S’pore charity takes lonely elderly on e-trishaw joyrides across S’pore, oldest passenger aged 107

A wonderful initiative to engage the socially-isolated.

Joshua Lee | December 25, 2020, 10:50 AM

Social isolation is an epidemic, hitting persons with disabilities, low-income seniors, and elderly suffering from failing health especially hard. Sometimes, the most important thing they need is someone to talk to and listen.

There is a growing community effort in Singapore to reach out to those who are socially isolated. One of them is Cycling Without Age Singapore.

Their mission is simple: To alleviate loneliness through e-trishaw rides.

What's an e-trishaw, you might ask. Here's a photo:

These e-trishaws have battery-powered "assist" to complement manual pedalling — much like e-bikes.

Each trishaw can take up to two passengers, and the charity has given rides to over 10,000 senior citizens and persons with disabilities since it first started in 2015.

Elderly folks love the fresh air and wind on their faces

This trishaw-ride programme, which is called Moving Generations, is funded by Temasek Foundation.

This programme also connects the elderly — especially those at risk of social isolation — with young folks, providing them the opportunity to interact and talk while riding.

Aside from having people to talk to, one of the most common feedback from the elderly beneficiaries is that they enjoy breathing in the fresh air and feeling the wind on their faces.

Today, Cycling Without Age ferries its beneficiaries on eight designated routes across Singapore's park connector network and are planning to increase the number of routes in collaboration with the Land Transport Authority.

We had a little chat with the charity's General Manager Addie Elicaño on how they started and the impactful work that they do.

Oldest passenger is 107 years old

Cycling Without Age Singapore's oldest passenger is 107-year-old Mdm Yeo Lu who stays at the Sree Narayana Nursing Home in Yishun.

"Mdm Yeo is amazing and such an inspiration. As much as she can, she still prefers to walk than to be in a wheelchair. She wants to inspire the youth to be more active, which is why she herself still walks around the nursing home (she pushes her wheelchair like a walker!)."

Mdm Yeo (far left) is the charity's oldest passenger at 107 years old.

Young people report learning more about empathy for the elderly

While Cycling Without Age Singapore's beneficiaries are mainly the elderly and persons with disabilities, the charity's programmes also benefit the young.

"What is great about [the Moving Generations programme] is that even if our primary beneficiaries are the seniors, we noted that youth have reported an increase in empathy for seniors and comfort level in interacting with seniors as a result of this programme. This pilot programme started in 2018.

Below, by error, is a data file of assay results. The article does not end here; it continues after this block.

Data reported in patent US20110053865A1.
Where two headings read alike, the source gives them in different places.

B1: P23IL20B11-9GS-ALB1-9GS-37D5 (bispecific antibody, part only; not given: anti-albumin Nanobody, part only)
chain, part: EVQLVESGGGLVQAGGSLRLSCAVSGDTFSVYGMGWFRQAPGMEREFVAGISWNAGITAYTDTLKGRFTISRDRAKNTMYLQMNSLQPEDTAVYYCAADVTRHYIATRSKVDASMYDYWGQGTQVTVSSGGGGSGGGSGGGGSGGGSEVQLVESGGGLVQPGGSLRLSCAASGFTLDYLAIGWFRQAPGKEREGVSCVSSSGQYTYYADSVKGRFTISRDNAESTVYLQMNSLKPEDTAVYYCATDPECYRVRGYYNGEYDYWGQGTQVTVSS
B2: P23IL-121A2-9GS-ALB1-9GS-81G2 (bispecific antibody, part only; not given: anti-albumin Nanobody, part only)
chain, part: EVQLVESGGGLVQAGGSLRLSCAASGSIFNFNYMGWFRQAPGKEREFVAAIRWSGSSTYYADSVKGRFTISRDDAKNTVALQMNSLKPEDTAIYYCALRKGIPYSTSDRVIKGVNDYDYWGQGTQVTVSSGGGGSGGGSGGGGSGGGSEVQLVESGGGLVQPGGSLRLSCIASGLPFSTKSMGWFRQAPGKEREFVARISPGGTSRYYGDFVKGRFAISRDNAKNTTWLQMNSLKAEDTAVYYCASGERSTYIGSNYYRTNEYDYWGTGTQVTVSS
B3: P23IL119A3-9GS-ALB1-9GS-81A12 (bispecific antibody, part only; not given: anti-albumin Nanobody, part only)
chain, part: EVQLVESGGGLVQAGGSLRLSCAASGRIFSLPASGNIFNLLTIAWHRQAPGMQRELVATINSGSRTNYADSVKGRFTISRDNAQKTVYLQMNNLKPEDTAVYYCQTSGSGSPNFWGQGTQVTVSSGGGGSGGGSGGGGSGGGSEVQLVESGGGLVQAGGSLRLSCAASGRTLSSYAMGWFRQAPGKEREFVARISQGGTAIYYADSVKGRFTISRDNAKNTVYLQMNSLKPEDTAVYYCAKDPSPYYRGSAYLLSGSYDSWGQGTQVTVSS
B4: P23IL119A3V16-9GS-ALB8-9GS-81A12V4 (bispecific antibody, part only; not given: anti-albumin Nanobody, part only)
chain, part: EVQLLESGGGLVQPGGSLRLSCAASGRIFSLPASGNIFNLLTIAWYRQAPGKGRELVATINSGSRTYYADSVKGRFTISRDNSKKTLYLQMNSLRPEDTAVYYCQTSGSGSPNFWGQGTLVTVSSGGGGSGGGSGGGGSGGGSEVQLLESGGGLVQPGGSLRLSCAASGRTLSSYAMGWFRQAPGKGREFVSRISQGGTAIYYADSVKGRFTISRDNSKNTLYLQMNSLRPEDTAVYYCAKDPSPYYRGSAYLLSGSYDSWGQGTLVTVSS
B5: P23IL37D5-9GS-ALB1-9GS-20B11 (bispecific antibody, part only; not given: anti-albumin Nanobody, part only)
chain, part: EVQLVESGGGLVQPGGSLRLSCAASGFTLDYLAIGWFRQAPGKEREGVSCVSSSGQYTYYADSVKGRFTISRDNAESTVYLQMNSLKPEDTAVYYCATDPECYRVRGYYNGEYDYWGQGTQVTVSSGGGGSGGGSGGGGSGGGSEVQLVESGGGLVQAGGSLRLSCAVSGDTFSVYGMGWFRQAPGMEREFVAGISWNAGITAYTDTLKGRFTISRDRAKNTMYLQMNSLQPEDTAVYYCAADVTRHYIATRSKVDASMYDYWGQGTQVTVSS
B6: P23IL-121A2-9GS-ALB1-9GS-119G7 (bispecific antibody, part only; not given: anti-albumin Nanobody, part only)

We also had Building Generations, a programme that focused specifically on youth-at-risk and engaging them to be trained as trishaw pilots. This was a 7-month programme sponsored by SAGE, that ran from April to November 2019."

Pivoting to virtual rides during the Covid-19 pandemic

As with many other organisations, Cycling Without Age Singapore was hit hard by the Covid-19 pandemic. In order to remain true to their purpose, the charity came up with the idea to provide virtual rides for their elderly beneficiaries — and it has been receiving encouraging feedback.

"In light of the pandemic for example, we had to stop giving trishaw rides. We had to ask ourselves - who are we without our trishaws? What does Cycling Without Age Singapore stand for? How can we continue to make an impact? We needed to pivot our services, and one of the cool things we have been able to do is convert our trishaw rides to virtual rides! We started the virtual trishaw ride programme as a pilot in August for four nursing homes and senior care centres, and the first run will end this December.

The feedback has been very good, with nursing home managers confirming that this option for seniors to go on virtual rides is a welcome solution to them not being able to go out due to Covid-19. With the results of the pilot, we hope to find a way to roll this out in a more meaningful way to more seniors."

It has indeed been a tough year for the charity but Elicaño said that Cycling Without Age Singapore is thankful for the the support of its volunteers and donors.

"CWA Singapore is a charity that is built on the dreams and hopes of a small group of people who love serving Singapore. We would not have been able to get this far without the support of our volunteers and individual donors...So we just want to say a BIG THANK YOU for the trust you have placed in us to do work that will make Singapore a better place for everyone. We promise to do our best to ensure that no one is left behind."

She also let on that the charity, which relies on donations from the community, has plans to roll out more programmes that will empower that elderly beneficiaries in 2021.

If you would like to support Cycling Without Age Singapore, you can find out more about its programmes here, and support it financially here.

Stories from the City of Good is a series on ordinary Singaporeans giving their best for others and inspiring each other to become a Singapore that cares. This is a collaboration between Mothership and the National Volunteer and Philanthropy Centre.